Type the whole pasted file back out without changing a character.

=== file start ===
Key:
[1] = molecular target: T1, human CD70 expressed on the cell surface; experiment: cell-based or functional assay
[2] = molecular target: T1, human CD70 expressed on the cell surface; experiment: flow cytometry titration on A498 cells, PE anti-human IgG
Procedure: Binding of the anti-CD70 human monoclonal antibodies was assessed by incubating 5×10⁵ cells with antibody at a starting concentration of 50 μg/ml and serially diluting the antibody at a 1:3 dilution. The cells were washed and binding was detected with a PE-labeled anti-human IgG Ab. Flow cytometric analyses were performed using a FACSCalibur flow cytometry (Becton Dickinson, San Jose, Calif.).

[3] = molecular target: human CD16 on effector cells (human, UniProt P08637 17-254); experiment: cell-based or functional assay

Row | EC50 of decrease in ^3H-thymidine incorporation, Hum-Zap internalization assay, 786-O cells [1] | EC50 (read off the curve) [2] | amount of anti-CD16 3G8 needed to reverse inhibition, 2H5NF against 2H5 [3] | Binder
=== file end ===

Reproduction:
Key:
[1] = molecular target: T1, human CD70 expressed on the cell surface; experiment: cell-based or functional assay
[2] = molecular target: T1, human CD70 expressed on the cell surface; experiment: flow cytometry titration on A498 cells, PE anti-human IgG
Procedure: Binding of the anti-CD70 human monoclonal antibodies was assessed by incubating 5×10⁵ cells with antibody at a starting concentration of 50 μg/ml and serially diluting the antibody at a 1:3 dilution. The cells were washed and binding was detected with a PE-labeled anti-human IgG Ab. Flow cytometric analyses were performed using a FACSCalibur flow cytometry (Becton Dickinson, San Jose, Calif.).

[3] = molecular target: human CD16 on effector cells (human, UniProt P08637 17-254); experiment: cell-based or functional assay

Row | EC50 of decrease in ^3H-thymidine incorporation, Hum-Zap internalization assay, 786-O cells [1] | EC50 (read off the curve) [2] | amount of anti-CD16 3G8 needed to reverse inhibition, 2H5NF against 2H5 [3] | Binder